Town changes building codes to prevent fires | July 4, 2008 | Danville Express | |

Danville Express

Newsfront - July 4, 2008

Town changes building codes to prevent fires

Law affects Danville homes in designated danger zone to protect them from flying embers

by Meghan Neal

A state map designates certain parts of Danville to be in a "very high" fire-hazard zone, based on the prevalence of wildfires in the region.

The map is published by the California Department of Forestry and Fire Protection, known as Cal Fire. Towns with areas considered very high risk must adopt the map as an ordinance in their Town Code, which the Danville Town Council voted to do at a recent meeting.

This means effective July 1 any new homes built within the zone must comply with certain building codes, regarding materials and exterior design, established by the state to reduce the risk of fire.

"Obviously with the current fire disasters we've been having it's something that's been very public lately," said Danville's chief building inspector Mike Leontiades. He gave a presentation on the topic at the council meeting.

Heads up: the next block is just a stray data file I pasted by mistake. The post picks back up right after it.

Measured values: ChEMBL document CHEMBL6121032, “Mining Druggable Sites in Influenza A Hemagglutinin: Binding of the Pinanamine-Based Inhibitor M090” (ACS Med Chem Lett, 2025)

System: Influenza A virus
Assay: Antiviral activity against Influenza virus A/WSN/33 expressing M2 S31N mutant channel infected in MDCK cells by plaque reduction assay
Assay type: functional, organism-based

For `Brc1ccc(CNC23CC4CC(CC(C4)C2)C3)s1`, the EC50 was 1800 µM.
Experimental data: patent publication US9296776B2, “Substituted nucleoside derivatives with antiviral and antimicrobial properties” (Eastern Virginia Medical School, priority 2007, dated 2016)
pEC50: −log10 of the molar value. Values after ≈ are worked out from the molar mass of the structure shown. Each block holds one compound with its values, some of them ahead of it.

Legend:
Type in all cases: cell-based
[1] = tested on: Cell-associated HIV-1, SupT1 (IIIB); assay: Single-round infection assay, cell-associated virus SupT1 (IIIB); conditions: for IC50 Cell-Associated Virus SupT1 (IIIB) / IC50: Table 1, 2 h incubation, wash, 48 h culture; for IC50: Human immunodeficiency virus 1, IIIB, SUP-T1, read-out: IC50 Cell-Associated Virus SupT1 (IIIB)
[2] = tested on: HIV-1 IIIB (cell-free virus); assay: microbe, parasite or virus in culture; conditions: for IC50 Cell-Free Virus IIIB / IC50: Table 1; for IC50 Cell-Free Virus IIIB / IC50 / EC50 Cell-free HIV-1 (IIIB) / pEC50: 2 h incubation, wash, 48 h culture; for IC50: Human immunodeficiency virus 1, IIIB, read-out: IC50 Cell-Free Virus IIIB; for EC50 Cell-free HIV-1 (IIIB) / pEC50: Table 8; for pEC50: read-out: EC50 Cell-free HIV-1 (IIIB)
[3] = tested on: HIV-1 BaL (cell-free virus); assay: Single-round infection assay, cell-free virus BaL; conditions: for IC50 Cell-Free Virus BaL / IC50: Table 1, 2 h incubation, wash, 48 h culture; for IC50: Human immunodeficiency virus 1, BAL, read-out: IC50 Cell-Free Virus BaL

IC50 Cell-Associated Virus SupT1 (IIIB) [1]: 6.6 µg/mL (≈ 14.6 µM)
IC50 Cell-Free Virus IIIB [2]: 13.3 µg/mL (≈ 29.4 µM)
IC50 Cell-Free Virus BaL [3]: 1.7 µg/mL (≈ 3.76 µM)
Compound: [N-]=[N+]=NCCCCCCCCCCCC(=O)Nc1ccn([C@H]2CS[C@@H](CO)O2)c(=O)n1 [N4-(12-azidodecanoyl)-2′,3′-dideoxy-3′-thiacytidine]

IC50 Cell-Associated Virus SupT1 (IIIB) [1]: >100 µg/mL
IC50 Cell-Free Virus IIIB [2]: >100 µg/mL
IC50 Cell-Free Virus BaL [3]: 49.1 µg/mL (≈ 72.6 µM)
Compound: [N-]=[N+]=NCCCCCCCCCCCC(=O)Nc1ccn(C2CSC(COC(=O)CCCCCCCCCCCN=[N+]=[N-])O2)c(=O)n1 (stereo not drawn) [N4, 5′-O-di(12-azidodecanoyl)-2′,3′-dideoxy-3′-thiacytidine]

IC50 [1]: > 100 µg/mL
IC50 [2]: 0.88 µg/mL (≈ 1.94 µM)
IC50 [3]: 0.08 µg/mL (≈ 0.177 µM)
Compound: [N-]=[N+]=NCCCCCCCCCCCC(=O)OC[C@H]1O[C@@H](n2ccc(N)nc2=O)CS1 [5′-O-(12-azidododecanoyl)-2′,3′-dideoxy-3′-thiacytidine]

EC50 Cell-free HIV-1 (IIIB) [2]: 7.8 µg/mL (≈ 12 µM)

More than 90 percent of the high-risk area in Danville is in or around Magee Ranch, with the rest mainly in Cameo Acres off Green Valley Road. There are about 200 parcels in the zone and most are already developed. Since the change does not affect existing buildings or even additions, "the impact will be very small," Leontiades said.

To determine an area's risk factor, officials study weather (average temperature, humidity and wind), slope (fires burn faster as they burn up-slope), terrain, access and type of vegetation.

The goal is to protect houses from embers produced by wild land fires. Embers can fly up to a mile away and retain enough heat to potentially ignite a building.

Town staff has compiled all the addresses that are in the zone; when someone applies for a permit to build within the area they will be notified of the high fire risk and told they must comply with special requirements.

"The designer or architect would need to verify that the components they're using ... comply with the standards in the building code," Leontiades said.

The code is part of the Wildland-Urban Interface Fire Area Building Standards adopted by the California Building Commission in 2005. The section that applies to Danville, Chapter 7A, is only three pages long and not difficult or costly to comply with, Leontiades said.

"I don't even think the cost would be more than just building a regular home," he said. "They're just going to make sure the materials you use resist ignition."

At the council's recommendation, Leontiades planned to contact the Homeowners Association for Magee Ranch to make sure the word went out to current and potential homeowners. A letter was also mailed last month to each household in the affected zone informing them of the new ordinance.